[Below is a Facebook post I wrote seven years ago. It showed up today under Facebook Memories.]
Expansion of The US Supreme Court
I think Obama, immediately upon being elected, should have taken a play from Republicans and made a move similar to how the GOP originally misused executive appointments when Congress was out of session, and, to a large degree, how those past Republican presidents placed our nation at war without approval from Congress, etc.
Obama should have had the Democratically-controlled House and Senate expand the number of members on the Supreme Court from nine to 11, in such manner that the next president elected (or should Obama be re-elected) would make those appointments.
The foresight should have existed among Democrats that the Republicans would provide nothing in compromise for the sake of legislation for people, and that they would fight tooth and nail while blocking everything into the courts where Republican presidential appointments to the federal bench presently outnumber Democratic appointments by ca. 1,200 to 700. Will mainstream media tell you this?
Republicans have held the presidency for way too long and have, in modern times, appointed way too many GOPwinger hacks to lead all the departments of government, and those hacks trickling down even more GOPwinger-like appointments. Can anyone say FEMA and Katrina?
Republicans never care about rules, or ever really cared about morality, when it comes time to electing the president of the United States. The GOPwinger game plan has been and is to win at all costs, even if it comes to using their own court appointments if necessary. Can anyone say Bush v. Gore or Citizens United?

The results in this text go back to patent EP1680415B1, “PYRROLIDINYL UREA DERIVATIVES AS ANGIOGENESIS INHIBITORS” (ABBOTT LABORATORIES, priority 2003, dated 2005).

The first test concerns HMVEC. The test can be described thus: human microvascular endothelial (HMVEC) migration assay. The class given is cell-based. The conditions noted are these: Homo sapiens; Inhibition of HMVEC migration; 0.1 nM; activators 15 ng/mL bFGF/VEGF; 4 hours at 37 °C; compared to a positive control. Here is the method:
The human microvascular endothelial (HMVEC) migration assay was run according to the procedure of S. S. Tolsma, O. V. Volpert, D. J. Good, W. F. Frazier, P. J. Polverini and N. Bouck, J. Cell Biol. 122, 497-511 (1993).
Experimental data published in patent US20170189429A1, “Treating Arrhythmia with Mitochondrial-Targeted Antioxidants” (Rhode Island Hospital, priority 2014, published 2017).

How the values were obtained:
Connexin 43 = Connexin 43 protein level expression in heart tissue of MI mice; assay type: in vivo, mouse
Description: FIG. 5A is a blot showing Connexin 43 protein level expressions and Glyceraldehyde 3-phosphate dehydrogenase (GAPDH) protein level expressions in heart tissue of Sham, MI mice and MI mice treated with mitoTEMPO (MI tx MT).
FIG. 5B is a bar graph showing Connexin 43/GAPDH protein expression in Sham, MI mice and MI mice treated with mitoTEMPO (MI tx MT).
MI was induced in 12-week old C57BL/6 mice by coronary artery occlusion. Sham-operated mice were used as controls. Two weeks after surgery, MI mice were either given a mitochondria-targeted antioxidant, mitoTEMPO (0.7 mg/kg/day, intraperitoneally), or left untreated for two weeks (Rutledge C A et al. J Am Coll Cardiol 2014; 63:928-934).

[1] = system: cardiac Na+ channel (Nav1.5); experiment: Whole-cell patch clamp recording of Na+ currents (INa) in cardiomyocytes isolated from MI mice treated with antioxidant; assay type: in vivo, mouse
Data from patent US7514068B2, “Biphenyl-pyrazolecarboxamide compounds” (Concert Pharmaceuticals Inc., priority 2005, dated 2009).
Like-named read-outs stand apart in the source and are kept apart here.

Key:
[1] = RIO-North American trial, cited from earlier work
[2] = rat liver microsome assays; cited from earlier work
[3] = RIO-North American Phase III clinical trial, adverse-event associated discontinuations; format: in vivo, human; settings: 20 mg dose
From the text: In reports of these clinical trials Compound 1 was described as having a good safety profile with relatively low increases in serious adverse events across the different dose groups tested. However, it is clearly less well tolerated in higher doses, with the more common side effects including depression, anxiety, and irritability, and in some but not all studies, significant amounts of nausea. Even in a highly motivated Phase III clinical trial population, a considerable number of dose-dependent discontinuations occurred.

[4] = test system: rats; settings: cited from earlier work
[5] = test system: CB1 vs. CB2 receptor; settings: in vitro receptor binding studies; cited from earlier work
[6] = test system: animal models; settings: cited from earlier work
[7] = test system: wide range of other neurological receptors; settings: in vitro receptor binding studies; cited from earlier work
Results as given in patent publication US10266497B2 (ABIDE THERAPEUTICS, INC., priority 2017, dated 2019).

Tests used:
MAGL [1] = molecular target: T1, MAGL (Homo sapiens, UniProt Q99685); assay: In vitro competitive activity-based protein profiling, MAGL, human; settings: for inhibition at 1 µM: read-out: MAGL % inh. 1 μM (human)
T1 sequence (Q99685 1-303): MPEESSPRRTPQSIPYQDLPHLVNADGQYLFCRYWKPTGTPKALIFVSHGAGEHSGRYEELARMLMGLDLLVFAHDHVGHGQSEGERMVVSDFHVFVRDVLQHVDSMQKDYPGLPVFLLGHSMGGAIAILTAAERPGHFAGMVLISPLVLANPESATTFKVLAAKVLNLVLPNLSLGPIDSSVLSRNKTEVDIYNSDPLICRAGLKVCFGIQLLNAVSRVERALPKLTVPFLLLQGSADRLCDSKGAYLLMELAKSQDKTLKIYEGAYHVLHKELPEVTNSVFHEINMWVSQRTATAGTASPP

Obama Should Have Sworn in Merrick Garland After Senate Declined to Provide Consideration for Consent!
Michael Weddle — December 1, 2016
Using his constitutional appointing authority, President Obama should place his Supreme Court Justice choice, Merrick Garland, onto the Supreme Court.
About nine months ago Obama nominated Garland, and the Senate declined to provide him a hearing for to even consider its consent. Traditionally, the Senate has a constitutional right to provide consent to a Supreme Court presidential appointment. However, a strong legal argument can be made that if the Senate declines its right to consider issuing its consent, Obama does not forfeit his constitutional right to appoint.
Garland should then be sworn onto the Court.
The precise moment after Garland is sworn onto the Court, a favorable party should immediately file a challenge to block the legality of Garland’s being sworn onto the Court. This filing should take place in the US District Court of Columbia, which presently is packed with Obama favorable judges. The DC District Court likely, given the Senate’s obvious and clear negligence, will then rule in Obama’s favor.